After the Supreme Court rejected its plea to provide interim relief, Google on Friday said it will cooperate with the Competition Commission of India (CCI) guidelines with regard to change in its Android market business model. However, the company will continue its legal appeal in the matter.
“Android has greatly benefited Indian users, developers, and OEMs (original equipment makers) and played a key role in India’s digital transformation. We remain committed to our users and partners and will cooperate with the CCI on the way forward, in parallel with our appeal,” a Google spokesperson said.
On Thursday, the Supreme Court refused to stay the order of the National Company Law Appellate Tribunal (NCLAT) related to CCI order that asked Google to pay Rs 1,338 crore penalty for abusing its dominant position with regard to Android device ecosystem.
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After hearing the plea, the Supreme Court even refused to interfere with the order by NCLAT and asked it to dispose of Google’s appeal by March 31. However, the court did give an additional week’s time to the company to pay 10% of the penalty and comply with CCI’s guidelines.
“We are reviewing the details of yesterday’s (Thursday) decision which is limited to interim relief and did not decide the merits of our appeal,” the company’s spokesperson said.
While imposing penalty on Google in October last year, the competition watchdog noted that Google abused its dominance in the licensing of operating system for smart mobile devices, app store market for Android smart mobile, general web search services, non-operating system specific mobile web browsers, and online video hosting platforms in the country.
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“The competitors of these services could never avail the same level of market access which Google secured and embedded for itself through MADA (Mobile Application Distribution Agreement) Network effects, coupled with status quo bias, create significant entry barriers for competitors of Google to enter or operate in the concerned markets,” CCI said in its order, adding that the company will have to tweak its business model and not force device markers to only pre-install Google’s proprietary applications.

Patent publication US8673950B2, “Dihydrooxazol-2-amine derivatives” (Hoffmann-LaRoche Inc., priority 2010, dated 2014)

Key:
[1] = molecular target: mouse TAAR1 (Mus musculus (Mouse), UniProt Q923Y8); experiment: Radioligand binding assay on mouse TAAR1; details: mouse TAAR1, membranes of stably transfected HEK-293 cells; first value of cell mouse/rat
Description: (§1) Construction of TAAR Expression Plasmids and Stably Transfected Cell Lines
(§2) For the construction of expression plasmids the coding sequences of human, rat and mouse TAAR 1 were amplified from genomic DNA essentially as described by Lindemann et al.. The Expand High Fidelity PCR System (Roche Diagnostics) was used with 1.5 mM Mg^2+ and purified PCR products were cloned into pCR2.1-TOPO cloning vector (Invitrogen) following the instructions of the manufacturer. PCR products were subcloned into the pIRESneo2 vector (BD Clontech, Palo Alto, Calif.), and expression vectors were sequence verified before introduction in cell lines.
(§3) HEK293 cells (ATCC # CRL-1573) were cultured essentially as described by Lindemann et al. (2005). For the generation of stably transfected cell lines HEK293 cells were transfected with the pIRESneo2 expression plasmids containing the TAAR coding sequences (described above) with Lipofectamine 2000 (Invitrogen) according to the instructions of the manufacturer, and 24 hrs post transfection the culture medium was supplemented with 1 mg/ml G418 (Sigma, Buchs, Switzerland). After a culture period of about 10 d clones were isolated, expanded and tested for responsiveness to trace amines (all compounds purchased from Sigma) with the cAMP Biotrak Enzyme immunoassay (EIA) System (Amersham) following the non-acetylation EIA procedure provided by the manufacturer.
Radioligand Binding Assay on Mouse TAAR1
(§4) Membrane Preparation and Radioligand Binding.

It further said that the licensing of google apps including Play Store should not come with a clause of mandatorily pre-installing the apps in phones.
Among other key things, the competition watchdog said that Google shall not deny access to its play services APIs to handset makers or developers to disadvantage its existing or potential competitors, and it should not provide any monetary incentive to original equipment makers for any exclusivity of its services.
In counter, Google said the CCI’s order exposes Indian users to unprecedented security risks, apart from making Android devices in India more expensive, less functional, and less safe than they are today. In the Supreme Court, the company said, “Google is there because of excellence, not dominance”. It criticised the CCI order saying its directions are based on misapplication of a report by the parliamentary standing committee.